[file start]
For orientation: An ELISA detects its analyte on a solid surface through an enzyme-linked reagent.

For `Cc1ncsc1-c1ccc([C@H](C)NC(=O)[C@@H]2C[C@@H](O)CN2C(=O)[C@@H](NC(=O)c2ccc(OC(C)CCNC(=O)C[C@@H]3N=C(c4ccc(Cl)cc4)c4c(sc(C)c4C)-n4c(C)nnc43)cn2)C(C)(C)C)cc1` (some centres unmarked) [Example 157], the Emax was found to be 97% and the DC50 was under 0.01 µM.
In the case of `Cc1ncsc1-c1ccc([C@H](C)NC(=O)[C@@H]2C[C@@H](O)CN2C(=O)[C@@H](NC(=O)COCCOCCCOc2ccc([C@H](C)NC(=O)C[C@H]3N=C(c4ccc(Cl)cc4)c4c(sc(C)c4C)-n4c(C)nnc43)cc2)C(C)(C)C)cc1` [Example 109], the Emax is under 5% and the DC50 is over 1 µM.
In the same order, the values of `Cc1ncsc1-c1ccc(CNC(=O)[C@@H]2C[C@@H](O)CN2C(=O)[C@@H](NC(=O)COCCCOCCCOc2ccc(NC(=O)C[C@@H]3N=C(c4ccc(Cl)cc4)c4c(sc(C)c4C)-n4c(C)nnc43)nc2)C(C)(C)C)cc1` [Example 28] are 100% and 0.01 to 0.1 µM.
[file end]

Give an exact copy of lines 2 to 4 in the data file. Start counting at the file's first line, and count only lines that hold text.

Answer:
For `Cc1ncsc1-c1ccc([C@H](C)NC(=O)[C@@H]2C[C@@H](O)CN2C(=O)[C@@H](NC(=O)c2ccc(OC(C)CCNC(=O)C[C@@H]3N=C(c4ccc(Cl)cc4)c4c(sc(C)c4C)-n4c(C)nnc43)cn2)C(C)(C)C)cc1` (some centres unmarked) [Example 157], the Emax was found to be 97% and the DC50 was under 0.01 µM.
In the case of `Cc1ncsc1-c1ccc([C@H](C)NC(=O)[C@@H]2C[C@@H](O)CN2C(=O)[C@@H](NC(=O)COCCOCCCOc2ccc([C@H](C)NC(=O)C[C@H]3N=C(c4ccc(Cl)cc4)c4c(sc(C)c4C)-n4c(C)nnc43)cc2)C(C)(C)C)cc1` [Example 109], the Emax is under 5% and the DC50 is over 1 µM.
In the same order, the values of `Cc1ncsc1-c1ccc(CNC(=O)[C@@H]2C[C@@H](O)CN2C(=O)[C@@H](NC(=O)COCCCOCCCOc2ccc(NC(=O)C[C@@H]3N=C(c4ccc(Cl)cc4)c4c(sc(C)c4C)-n4c(C)nnc43)nc2)C(C)(C)C)cc1` [Example 28] are 100% and 0.01 to 0.1 µM.